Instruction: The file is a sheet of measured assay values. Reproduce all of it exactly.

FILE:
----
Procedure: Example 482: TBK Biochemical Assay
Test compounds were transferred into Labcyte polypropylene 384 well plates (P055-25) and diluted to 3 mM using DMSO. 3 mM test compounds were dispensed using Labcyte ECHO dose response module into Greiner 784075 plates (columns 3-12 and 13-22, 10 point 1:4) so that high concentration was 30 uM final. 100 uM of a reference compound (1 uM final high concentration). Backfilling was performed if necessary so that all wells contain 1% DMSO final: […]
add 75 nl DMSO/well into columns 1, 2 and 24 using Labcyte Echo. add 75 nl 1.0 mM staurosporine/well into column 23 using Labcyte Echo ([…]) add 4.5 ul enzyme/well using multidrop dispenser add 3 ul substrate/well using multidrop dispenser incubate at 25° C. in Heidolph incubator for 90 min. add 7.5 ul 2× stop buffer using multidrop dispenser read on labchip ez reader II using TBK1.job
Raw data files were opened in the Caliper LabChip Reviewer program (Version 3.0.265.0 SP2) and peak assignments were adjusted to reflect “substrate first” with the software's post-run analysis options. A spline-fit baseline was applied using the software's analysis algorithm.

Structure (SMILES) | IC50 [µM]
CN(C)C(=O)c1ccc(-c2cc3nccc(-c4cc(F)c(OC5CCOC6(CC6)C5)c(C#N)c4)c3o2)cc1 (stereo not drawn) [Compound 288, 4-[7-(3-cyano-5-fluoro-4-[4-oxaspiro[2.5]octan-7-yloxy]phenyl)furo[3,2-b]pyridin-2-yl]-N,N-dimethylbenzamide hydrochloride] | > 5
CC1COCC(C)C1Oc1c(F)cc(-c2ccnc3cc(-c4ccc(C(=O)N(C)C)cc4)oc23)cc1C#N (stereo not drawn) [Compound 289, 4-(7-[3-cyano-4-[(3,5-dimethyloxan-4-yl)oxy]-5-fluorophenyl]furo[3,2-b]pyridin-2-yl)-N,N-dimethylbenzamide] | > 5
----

Procedure: Example 482: TBK Biochemical Assay
Test compounds were transferred into Labcyte polypropylene 384 well plates (P055-25) and diluted to 3 mM using DMSO. 3 mM test compounds were dispensed using Labcyte ECHO dose response module into Greiner 784075 plates (columns 3-12 and 13-22, 10 point 1:4) so that high concentration was 30 uM final. 100 uM of a reference compound (1 uM final high concentration). Backfilling was performed if necessary so that all wells contain 1% DMSO final: […]
add 75 nl DMSO/well into columns 1, 2 and 24 using Labcyte Echo. add 75 nl 1.0 mM staurosporine/well into column 23 using Labcyte Echo ([…]) add 4.5 ul enzyme/well using multidrop dispenser add 3 ul substrate/well using multidrop dispenser incubate at 25° C. in Heidolph incubator for 90 min. add 7.5 ul 2× stop buffer using multidrop dispenser read on labchip ez reader II using TBK1.job
Raw data files were opened in the Caliper LabChip Reviewer program (Version 3.0.265.0 SP2) and peak assignments were adjusted to reflect “substrate first” with the software's post-run analysis options. A spline-fit baseline was applied using the software's analysis algorithm.

Structure (SMILES) | IC50 [µM]
CN(C)C(=O)c1ccc(-c2cc3nccc(-c4cc(F)c(OC5CCOC6(CC6)C5)c(C#N)c4)c3o2)cc1 (stereo not drawn) [Compound 288, 4-[7-(3-cyano-5-fluoro-4-[4-oxaspiro[2.5]octan-7-yloxy]phenyl)furo[3,2-b]pyridin-2-yl]-N,N-dimethylbenzamide hydrochloride] | > 5
CC1COCC(C)C1Oc1c(F)cc(-c2ccnc3cc(-c4ccc(C(=O)N(C)C)cc4)oc23)cc1C#N (stereo not drawn) [Compound 289, 4-(7-[3-cyano-4-[(3,5-dimethyloxan-4-yl)oxy]-5-fluorophenyl]furo[3,2-b]pyridin-2-yl)-N,N-dimethylbenzamide] | > 5